Emirates’ order for 40 Boeing 787 aircraft at this week’s Dubai Airshow, initially for the stretched -10 model, and to be delivered from 2022, gives the airline an opportunity to compete not just on price, but on passenger experience. Every 787 apart from Japan Airlines’ longhaul fleet provides travellers with some of the narrowest seats in the sky in the nine-abreast configuration that is as unpopular with passengers as it is popular with airline accountants.
Emirates is widely expected to go higher density on the 787, but if it wants to differentiate itself, it could choose otherwise. It would be fascinating indeed if Emirates were to match the A380 passenger experience rather than that of the 777 for its Dreamliners.
The most likely option, of course, is a nine-across passenger experience similar to what passengers currently see on Emirates’ Boeing 777 aircraft in a ten-abreast configuration, likely with a 32” seat pitch and 17” width, unlike its Airbus A380 aircraft that have the very spacious 18.5”-wide economy seats in ten-abreast.
While Emirates’ current statements suggest it intends to take the 787-10 aircraft in a mixture of two and three class configurations, seating between 240 and 330 passengers, the carrier’s requests for proposal for several hundreds of shipsets of premium economy seats would already suggest that the versions with first class may well become four-class aircraft, while the version without would be three-class.
Even the Dreamliner subtype isn’t yet fixed in stone, with Emirates also having the option to take the 787-9, the likelihood of which seems quite strong given that Boeing France (perhaps unwisely) tweeted out a full mockup of the shorter Dreamliner when announcing the news.
— Boeing France (@BoeingFrance) November 12, 2017
Emirates will have secured assurances over the stretched 787-10’s engine performance in Dubai’s heat, although the airline has not yet announced whether it has selected an engine supplier for the Dreamliners. CEO Tim Clark’s comments on the aircraft suggest that the 787s are destined for medium to long haul routes, rather than the ultra-longhaul missions that the airline envisages for its forthcoming Boeing 777-8 and -9 orders, with the -8 starting to be delivered two years before the Dreamliner.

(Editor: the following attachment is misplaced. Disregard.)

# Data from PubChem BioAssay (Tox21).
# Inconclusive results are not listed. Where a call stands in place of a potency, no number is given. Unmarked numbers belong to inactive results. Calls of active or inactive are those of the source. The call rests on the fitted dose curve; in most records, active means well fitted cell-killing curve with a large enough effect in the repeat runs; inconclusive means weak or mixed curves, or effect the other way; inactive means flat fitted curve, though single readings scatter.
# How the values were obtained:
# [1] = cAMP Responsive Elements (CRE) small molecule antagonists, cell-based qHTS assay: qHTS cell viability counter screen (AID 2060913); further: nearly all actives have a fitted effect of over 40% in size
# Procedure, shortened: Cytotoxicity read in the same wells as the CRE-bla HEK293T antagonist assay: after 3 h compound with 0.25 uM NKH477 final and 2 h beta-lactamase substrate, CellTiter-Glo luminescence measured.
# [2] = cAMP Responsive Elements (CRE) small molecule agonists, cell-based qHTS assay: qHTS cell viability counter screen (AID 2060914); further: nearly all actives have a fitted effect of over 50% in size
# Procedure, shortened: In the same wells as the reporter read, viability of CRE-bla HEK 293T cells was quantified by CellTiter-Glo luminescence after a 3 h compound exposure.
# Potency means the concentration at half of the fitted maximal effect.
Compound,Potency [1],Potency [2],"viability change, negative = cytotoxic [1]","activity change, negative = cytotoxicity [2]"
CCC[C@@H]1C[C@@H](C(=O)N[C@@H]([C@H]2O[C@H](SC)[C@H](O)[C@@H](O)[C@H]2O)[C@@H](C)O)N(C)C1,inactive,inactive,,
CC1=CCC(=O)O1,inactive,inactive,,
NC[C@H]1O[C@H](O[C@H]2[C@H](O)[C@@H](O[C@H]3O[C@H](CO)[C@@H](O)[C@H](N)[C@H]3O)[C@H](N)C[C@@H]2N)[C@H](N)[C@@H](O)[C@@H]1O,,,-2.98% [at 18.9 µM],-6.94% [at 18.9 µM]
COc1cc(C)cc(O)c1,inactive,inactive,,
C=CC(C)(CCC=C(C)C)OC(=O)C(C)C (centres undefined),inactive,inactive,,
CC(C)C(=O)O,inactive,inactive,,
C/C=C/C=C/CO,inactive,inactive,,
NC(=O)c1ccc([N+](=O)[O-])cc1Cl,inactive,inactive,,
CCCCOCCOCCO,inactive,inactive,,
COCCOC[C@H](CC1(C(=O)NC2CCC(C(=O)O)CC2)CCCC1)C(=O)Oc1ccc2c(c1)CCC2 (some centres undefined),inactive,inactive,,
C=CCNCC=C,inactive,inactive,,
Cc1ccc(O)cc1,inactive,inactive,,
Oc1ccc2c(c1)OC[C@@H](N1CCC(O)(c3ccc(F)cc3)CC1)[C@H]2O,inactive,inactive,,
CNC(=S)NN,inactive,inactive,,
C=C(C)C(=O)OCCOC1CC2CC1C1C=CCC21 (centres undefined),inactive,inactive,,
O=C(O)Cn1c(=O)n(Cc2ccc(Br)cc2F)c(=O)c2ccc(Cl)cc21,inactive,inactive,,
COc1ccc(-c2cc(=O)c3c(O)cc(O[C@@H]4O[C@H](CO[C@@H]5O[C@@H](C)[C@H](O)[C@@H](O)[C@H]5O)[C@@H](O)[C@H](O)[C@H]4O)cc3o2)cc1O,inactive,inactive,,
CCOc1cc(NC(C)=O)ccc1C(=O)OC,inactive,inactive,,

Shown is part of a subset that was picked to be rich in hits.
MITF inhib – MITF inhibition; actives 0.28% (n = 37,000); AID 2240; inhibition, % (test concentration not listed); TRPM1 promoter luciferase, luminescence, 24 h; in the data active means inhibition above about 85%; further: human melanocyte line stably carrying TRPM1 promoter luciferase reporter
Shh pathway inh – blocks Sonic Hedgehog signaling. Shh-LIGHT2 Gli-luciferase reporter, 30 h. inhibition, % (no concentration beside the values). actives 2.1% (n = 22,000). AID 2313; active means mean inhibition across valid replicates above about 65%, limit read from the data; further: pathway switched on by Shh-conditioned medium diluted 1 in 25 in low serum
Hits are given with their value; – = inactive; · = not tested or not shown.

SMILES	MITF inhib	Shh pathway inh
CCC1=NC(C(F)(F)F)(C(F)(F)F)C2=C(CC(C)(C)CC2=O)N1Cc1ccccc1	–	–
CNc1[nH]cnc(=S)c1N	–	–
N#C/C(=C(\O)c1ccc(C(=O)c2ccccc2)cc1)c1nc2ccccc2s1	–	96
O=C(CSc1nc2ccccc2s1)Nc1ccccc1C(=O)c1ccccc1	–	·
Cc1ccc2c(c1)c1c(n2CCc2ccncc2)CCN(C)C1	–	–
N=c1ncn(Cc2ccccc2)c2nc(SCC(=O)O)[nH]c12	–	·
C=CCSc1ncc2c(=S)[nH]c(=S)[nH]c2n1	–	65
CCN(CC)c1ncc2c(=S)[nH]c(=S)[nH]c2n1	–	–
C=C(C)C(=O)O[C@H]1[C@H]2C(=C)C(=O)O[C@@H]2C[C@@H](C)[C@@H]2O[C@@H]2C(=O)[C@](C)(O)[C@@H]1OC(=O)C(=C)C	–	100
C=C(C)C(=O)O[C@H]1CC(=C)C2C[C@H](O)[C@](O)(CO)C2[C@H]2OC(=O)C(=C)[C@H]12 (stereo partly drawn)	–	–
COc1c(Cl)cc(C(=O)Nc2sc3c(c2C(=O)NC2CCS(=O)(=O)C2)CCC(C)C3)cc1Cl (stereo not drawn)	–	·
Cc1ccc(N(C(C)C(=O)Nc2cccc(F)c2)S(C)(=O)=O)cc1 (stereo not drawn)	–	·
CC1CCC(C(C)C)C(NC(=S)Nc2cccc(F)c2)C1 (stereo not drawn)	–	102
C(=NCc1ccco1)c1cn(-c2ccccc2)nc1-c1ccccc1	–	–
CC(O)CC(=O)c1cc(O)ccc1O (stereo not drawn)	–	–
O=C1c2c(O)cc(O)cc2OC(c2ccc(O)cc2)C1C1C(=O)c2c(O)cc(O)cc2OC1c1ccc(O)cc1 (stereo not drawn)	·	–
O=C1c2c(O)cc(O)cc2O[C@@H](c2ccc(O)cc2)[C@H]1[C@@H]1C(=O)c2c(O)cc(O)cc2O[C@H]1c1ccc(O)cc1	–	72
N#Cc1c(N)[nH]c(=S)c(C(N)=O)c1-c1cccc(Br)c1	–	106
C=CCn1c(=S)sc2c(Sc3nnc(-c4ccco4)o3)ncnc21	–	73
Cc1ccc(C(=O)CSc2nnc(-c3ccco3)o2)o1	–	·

Those routes vary widely in demand and expectations from both economy and premium classes, with many involving the high-density, low-cost operations from South Asian labour markets to the Middle East, and others reflecting the higher-end passenger experience featured in Emirates’ advertising.
Up front, Emirates has an opportunity to revitalise first class, perhaps with a 787 version of its impressive new first class suites. In business class, Emirates may well go for a mid-haul product and a long-haul product. It would seem surprising for Emirates to retain a non-direct-aisle-access product, even on the former, but the airline did so with its 777-300ERs this week. But with Emirates suggesting that the 787’s contemporaneous 777X aircraft are slated to see a staggered product similar to the A380s, the long-haul versions are likely to be better.
Economy class markets in the likely range of the 787-10 vary from the price-conscious to the experience-conscious. Emirates would do well to ensure that it meets the needs of the widest range of passengers, including the increasing number of those for whom a seventeen-inch seat is a dealbreaker. That could include a premium economy product, which could even be one of the new generations of narrower premium economy seats.
Emirates could decide that its premium economy niche is to offer nine-abreast on the A380 and 777, and eight-abreast on the 787, especially if it decides to densify its superjumbos with Airbus’ much-offered and never-ordered 3-5-3 A380 seating.
On the topic of the A380, there is certainly an argument that Emirates’ 787 order makes a subsequent A380 order more, not less, likely. The airline’s prodigious growth has long taken advantage of dual-sourcing, with the Airbus A330 and A340 both operated (though in greater and lesser number, respectively) by Emirates. Indeed, taking multiple vendors is a smart move, as demonstrated by the airline’s 2016 order for Thales inflight entertainment systems for some of its Boeing 777 aircraft while also retaining Panasonic Avionics on others.
A smart future Emirates fleet could look like, starting at the bottom, the Boeing 787-9 and -10, the Boeing 777X, and the Airbus A380, with the Boeing 737 MAX fleet of Flydubai sitting below the 787-9. On balance, at this point it would be more surprising for Emirates not to take an order of A380s than it would be for the carrier essentially to become an all-Boeing operator.
By contrast, it will also be fascinating to see whether Emirates wants to get into the smaller widebody game that will be offered by the Boeing 797 currently under development. With options for the 787-9, there is certainly a point at which the 797 will largely overlap. A Flydubai 797 order could well be the spoiler here. Dual-brand offerings from airline groups are working well in a number of markets, including Australia, Japan and a variety of southeast Asian countries.
But regardless of the context, Emirates has the opportunity to use the 787-10 to do an incredible thing: to actually differentiate itself in economy class based on comfort and seat space, not just on its industry-leading entertainment systems.